A Queen may have an annus horribilis, whereas Poppy – a mere council official – has had an hebdomas horribilis or really rotten week. Today, I tell of the week – or part of a week – suffered by Adam. You must judge who fared worse.
Poppy felt she had been lied to and treated as not worthy of a portrait. Adam knew that he bore the guilt of not making a New Year’s resolution to bin Mary’s portrait. He’d have saved himself the mental torture he was now suffering. Dumped again and no one to blame but himself. And what a prize he’d lost. No wonder he’d been so miserable at work.
Colleagues knew from when Mary had left him just how depressed he could get, so they rallied round and press-ganged him into joining them on a hill-walking jaunt the following Saturday. Remember – this was the day before Poppy’s birthday when she’s been cheesed off not to have received a card from him. From what she’d said to him, he’d felt that Happy Birthday greetings from him would have been less than welcome. He was miserable and feeling totally uncommitted to his mates’ discussion of route options.
In the end, they parked in the layby near Milestone Buttress on the road between Capel Curig and Bethesda in Snowdonia. A great place to start an ascent of the North face of Tryfan – a peak that’s not uber high but is potentially lethal in poor conditions or for anyone poorly prepared or experienced. They didn’t bother with the traditional leap from Adam to Eve, the twin standing stones at the summit, but carried on down the South Face to Bwlch Tryfan – a gap between Tryfan and the slightly higher Glyder Fach.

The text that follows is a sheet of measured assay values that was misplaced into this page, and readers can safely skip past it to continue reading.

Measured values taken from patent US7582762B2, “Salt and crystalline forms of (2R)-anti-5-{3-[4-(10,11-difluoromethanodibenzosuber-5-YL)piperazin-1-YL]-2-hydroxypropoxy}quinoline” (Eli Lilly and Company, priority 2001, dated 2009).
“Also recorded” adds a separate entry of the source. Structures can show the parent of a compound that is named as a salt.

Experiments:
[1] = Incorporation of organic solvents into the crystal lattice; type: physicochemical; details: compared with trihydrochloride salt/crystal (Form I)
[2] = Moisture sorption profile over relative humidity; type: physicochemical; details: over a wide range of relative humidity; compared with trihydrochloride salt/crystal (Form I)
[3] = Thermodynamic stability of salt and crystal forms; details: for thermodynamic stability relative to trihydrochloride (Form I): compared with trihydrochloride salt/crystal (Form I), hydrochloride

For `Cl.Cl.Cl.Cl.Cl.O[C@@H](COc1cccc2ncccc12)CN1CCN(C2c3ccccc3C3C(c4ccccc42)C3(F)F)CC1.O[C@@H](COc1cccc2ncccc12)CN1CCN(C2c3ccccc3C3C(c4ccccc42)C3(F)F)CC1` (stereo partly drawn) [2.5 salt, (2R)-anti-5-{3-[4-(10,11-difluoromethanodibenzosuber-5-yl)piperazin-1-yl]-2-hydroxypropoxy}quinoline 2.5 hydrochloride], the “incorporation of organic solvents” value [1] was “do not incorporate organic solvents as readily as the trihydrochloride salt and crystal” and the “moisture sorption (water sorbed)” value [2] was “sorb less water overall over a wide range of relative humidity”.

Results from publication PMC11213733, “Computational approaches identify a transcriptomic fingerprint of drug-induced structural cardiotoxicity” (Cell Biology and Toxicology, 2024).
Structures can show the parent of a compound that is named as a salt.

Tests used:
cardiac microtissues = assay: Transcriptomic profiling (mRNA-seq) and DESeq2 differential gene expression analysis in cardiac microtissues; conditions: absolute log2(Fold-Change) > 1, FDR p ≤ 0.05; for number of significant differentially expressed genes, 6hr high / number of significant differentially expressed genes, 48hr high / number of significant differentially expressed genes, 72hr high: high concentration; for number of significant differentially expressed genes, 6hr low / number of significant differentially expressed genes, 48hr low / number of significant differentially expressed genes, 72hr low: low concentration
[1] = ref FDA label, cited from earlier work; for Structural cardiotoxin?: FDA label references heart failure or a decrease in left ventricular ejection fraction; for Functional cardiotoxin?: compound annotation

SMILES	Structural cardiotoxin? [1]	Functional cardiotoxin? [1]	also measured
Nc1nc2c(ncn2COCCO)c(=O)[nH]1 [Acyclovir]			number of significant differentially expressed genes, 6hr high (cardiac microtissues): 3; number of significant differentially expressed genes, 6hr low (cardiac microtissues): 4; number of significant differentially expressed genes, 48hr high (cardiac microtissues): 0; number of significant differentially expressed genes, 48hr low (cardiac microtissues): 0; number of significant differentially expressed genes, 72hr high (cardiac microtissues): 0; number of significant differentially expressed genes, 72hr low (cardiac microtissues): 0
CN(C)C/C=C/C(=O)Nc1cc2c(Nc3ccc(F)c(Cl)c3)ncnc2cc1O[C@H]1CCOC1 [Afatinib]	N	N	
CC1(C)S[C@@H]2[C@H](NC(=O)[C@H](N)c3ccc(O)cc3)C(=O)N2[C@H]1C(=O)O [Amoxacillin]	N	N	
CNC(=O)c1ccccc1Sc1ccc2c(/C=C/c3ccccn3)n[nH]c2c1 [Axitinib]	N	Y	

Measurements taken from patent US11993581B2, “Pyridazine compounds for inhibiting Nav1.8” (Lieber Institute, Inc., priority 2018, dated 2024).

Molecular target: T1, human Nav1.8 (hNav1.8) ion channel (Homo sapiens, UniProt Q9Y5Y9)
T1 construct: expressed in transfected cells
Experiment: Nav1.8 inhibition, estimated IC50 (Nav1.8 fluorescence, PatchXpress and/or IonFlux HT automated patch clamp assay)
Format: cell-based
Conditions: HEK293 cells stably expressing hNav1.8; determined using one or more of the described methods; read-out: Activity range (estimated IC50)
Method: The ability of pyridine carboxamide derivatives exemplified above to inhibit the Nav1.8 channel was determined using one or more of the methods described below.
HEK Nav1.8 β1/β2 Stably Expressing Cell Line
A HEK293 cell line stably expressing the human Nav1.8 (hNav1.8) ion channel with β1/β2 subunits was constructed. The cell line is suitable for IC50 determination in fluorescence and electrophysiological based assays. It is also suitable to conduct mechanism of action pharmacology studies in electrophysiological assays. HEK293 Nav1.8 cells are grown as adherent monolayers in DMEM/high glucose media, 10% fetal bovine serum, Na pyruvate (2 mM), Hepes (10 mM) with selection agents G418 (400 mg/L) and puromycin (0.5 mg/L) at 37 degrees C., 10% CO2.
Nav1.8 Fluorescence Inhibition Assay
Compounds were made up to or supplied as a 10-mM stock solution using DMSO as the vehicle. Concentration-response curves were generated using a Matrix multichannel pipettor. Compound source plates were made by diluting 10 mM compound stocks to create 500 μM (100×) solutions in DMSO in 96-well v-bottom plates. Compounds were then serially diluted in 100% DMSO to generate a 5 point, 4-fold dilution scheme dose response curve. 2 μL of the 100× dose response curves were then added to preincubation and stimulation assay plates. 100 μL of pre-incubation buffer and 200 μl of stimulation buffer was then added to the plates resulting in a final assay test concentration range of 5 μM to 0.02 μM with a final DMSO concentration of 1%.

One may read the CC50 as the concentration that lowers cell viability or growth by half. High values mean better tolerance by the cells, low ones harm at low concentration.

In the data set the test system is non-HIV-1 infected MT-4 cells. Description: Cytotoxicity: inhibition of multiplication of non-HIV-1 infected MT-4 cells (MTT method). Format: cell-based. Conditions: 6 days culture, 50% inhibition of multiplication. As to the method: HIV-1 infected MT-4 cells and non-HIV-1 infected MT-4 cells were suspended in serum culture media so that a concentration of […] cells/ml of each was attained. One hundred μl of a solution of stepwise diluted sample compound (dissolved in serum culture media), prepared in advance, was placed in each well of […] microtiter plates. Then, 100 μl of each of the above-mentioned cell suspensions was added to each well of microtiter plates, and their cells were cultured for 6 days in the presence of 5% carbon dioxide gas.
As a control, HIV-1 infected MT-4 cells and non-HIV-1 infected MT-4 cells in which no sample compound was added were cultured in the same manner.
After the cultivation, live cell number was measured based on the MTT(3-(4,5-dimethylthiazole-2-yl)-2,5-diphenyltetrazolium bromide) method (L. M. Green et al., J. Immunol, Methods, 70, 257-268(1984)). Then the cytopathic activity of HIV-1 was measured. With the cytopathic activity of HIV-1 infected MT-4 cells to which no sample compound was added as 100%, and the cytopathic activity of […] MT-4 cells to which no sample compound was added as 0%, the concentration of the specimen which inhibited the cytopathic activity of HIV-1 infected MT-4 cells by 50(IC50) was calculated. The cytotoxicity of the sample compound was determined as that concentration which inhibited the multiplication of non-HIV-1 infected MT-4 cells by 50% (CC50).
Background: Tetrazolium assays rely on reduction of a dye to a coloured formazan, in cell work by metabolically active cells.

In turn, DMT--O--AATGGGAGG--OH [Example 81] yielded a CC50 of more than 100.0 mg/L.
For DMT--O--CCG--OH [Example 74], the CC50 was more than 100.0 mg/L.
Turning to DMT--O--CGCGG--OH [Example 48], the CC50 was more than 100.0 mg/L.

All went well on the climb up Sinister Gulley to the start of the Ridge but they knew that The Great Pinnacle Gap might be a problem. I last met that feature six years ago. There’s a drop of perhaps four or five feet onto a smooth sheet of rock that descends for a couple of yards at about 30 to 40 degrees from the horizontal and ends at a deep cleft. I describe below how it seemed to me all those years ago – wet and slippery. I wasn’t prepared to take the risk. I’d read that if you descend to your right at that point you can reach a gap through which you can reach the far side of the cleft. That’s what I did and what I describe Adam as doing in a similar situation – leading his friends.
Traversing this lower gap requires four points of contact as I remember and describe it. You walk crabwise along a narrow ledge, facing the wall and clinging with your fingertips to a narrower ledge above. I remember feeling very exposed with a quite sheer drop behind me. When Adam tries it, the footing also is wet and slippery and, part way along, his foot slides backwards and loses contact, swinging him around and tearing his hand from the ledge above. He is slammed into the rockface. His other hand loses contact with the ledge and he tumbles backwards, toppling head over heels for hundreds of feet and repeatedly smashing into the rockface as he falls before he lands, unconscious, in the valley below.
Can you call it a cliff-hanger if the hero fails to hang on? Will he make it to Poppy’s birthday party the next day do you think? Watch this page tomorrow for our next thrilling instalment.
The feature photo today is of Glyder Fach from the safety of Cwm Bochlwyd. The eagle-eyed among my readers may just spot the Great Pinnacle Gap quite near the top of the ridge (not the large scoop lower down) and the by-pass descent below it. I took this photo with a Panasonic Lumix compact DMC-TZ40 camera. The Exif Data are shutter speed 1/320 secs @f/4.7 aperture, focal length 10.3 mm and ISO 160.